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Russian Prosecutors Demand 10 Years for Kremlin Critic

  • Reuters

Russian opposition activist Alexei Navalny, left, is briefly detained by police officers after defying his house arrest to speak on Radio Ekho Moskvy in Moscow, Jan. 14, 2015.

Russian opposition activist Alexei Navalny, left, is briefly detained by police officers after defying his house arrest to speak on Radio Ekho Moskvy in Moscow, Jan. 14, 2015.

Russian prosecutors called on Tuesday for Kremlin critic and protest leader Alexei Navalny be jailed for 10 years as they appealed against a suspended sentence he received last year in a theft case, arguing it was "too soft."

Navalny and his brother Oleg were convicted last year of stealing 30 million rubles — nearly $500,000 at the current exchange rate — from two firms, including an affiliate of the French cosmetics company Yves Rocher.

Both were given three-and-a-half year jail sentences. Oleg is serving his time in jail, while Navalny, who led street protests against Vladimir Putin in 2011 and 2012, was given a suspended sentence.

"We demand that Navalny be sentenced to 10 years in jail," state news agency RIA quoted a prosecutor as saying at the appeal at Moscow city court.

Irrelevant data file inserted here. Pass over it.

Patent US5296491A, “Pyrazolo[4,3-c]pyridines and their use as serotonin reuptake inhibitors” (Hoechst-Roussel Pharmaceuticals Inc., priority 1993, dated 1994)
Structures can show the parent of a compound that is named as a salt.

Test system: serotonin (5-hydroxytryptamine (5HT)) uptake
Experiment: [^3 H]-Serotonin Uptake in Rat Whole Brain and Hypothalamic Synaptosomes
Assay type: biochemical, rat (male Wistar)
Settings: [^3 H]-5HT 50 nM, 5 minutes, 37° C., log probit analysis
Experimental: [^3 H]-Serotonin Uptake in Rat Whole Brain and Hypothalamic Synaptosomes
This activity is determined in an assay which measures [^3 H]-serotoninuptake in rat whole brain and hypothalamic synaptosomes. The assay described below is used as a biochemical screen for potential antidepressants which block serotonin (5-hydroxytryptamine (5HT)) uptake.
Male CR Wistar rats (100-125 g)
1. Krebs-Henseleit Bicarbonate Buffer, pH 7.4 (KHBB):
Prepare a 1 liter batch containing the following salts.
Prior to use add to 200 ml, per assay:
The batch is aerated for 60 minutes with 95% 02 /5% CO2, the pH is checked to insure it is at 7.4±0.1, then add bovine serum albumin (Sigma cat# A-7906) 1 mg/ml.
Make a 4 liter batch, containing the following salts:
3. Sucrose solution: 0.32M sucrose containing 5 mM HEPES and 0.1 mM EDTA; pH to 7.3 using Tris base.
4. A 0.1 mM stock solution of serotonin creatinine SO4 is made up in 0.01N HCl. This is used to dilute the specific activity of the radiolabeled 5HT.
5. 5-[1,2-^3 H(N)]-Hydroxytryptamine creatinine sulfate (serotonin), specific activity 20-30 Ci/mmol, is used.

The Navalny brothers were found guilty of defrauding companies by overcharging them for mail and parcel services provided by their business from 2008 to 2011.

Oleg allegedly used his position as a senior manager in Russia's Post Office to attract customers for his mail company, of which investigators said Navalny was registered as the founder.

Other Russian news agencies cited the prosecutor's statement as saying that Navalny's suspended sentence was "excessively soft" and that the brothers had to be isolated from society.

Although Navalny, who also campaigns against corruption, has little chance of mounting a serious challenge to Putin, he has promised to lead 100,000 people on March 1 in protest against policies he says are leading Russia deeper into economic crisis.

After the brothers were sentenced on Dec. 30 last year, Navalny said Putin's "regime" had to be destroyed. Hours later, he violated the terms of his detention by cutting off his house arrest tag to attend a rally of supporters who had gathered near the Kremlin to protest his trial.

At the Moscow city court, Navalny, who says the case against him is an attempt by the Kremlin to stifle dissent, said prosecutors' demands were "not based on the law and are not worth reviewing," Interfax news agency reported.

The U.S. State Department called last year's sentencing a disturbing development "designed to further punish and deter political activism."

Putin's popularity ratings have soared since the annexation of Ukraine's Crimea territory and what Russians see as the leaders' tough stance against the West over eastern Ukraine.

But Navalny, who dubbed his March 1 protest an "anti-crisis" rally, hopes to tap anger over a faltering economy expected to contract this year in the face of falling oil prices and Western sanctions.

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